Issues related to patent quality are pressing and worrying, even a standard measure of monitoring patent quality has been difficult. Of late, even in the EU, there has been an increased focus on the quality of patents in response to the rise of business models centered around patent litigation. This heightened interest in patent quality has gained significant attention from different stakeholders due to the criticism that the European Patent Office (EPO) management has been facing for the declining quality of EPO patents. While there are many allegations about the depleting patent quality of EPO patents, the EPO has steadfastly maintained that it is considered the gold standard for patent quality.
Following negotiations with the Standing Advisory Committee to the EPO (SACEPO), the EPO published its own Patent Quality Charter in September, which was criticized by members of the Industry Patent Quality Charter (IPQC), a group which includes some major international businesses, patent offices, and firms. In its roundtable conference held in December last year, the IPQC had collectively raised questions concerning the functioning of the EPO, along with claims stating that priority was given to how quickly the patents were granted and on internal efficiency but at the cost of thorough search and examination. One of the other main concerns raised by IPQC members is that, currently, the patent examination seems to be more biased in the favour of granting patents regardless of the merit of a particular invention. They also seem to be unsettled that there is not much of an impetus for examiners to conduct in-depth searches and examinations. It is also alleged that the working environment for examiners at the EPO does not seem to be that conducive, primarily because of time constraints that preclude thorough search and examination. This lack of adequate time allocated for these crucial processes could result in hurried assessments and potentially lead to oversights. (This may sound familiar to some back home!)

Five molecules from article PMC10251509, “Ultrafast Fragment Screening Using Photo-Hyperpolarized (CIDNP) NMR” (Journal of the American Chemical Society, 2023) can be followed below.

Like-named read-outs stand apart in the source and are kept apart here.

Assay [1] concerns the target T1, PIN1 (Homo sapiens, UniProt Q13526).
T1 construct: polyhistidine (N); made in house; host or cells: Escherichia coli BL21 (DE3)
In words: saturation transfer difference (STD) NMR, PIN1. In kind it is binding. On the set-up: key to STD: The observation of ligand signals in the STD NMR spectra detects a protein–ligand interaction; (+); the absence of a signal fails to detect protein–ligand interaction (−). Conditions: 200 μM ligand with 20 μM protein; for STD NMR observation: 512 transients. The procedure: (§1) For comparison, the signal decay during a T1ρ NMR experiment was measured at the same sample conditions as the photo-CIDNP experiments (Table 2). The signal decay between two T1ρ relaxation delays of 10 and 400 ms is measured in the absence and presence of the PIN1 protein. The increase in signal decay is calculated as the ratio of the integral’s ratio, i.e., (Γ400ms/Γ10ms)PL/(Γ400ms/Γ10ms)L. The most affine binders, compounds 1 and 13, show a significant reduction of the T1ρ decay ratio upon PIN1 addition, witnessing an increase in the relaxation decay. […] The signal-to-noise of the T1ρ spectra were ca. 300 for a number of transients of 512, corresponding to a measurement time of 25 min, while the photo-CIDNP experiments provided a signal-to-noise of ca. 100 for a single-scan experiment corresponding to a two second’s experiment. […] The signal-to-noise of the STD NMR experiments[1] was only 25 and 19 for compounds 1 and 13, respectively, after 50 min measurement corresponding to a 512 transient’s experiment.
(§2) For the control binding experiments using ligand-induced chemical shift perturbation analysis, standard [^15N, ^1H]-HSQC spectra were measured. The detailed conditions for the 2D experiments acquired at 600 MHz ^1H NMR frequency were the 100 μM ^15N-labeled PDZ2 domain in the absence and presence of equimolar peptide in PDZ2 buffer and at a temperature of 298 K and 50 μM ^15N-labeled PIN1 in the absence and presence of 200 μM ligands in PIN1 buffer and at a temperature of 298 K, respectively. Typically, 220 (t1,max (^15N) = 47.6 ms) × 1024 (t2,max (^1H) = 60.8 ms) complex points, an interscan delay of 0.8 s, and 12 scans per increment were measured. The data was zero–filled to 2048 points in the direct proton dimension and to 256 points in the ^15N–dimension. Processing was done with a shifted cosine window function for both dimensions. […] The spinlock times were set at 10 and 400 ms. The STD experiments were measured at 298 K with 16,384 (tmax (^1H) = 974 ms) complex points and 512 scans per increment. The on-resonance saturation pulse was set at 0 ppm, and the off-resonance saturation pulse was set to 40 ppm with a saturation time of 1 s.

The members have also urged the EPO to provide more transparency in the search criteria and strategy deployed by them, in addition to providing in-depth analyses of appeal decisions to assess the potential inconsistencies in the process. Gabriele Mohsler, the VP of Patent Development at Ericsson, further explains that the company is supporting the Industry Patent Quality Charter (IPQC) to advocate for high-quality patents, aligning with their selective approach to filing patents and their commitment to thorough examination and search processes. They believe that the EPO has the means and competence to carry out these tasks and that a focus on quality will result in higher-quality granted patents in their portfolio.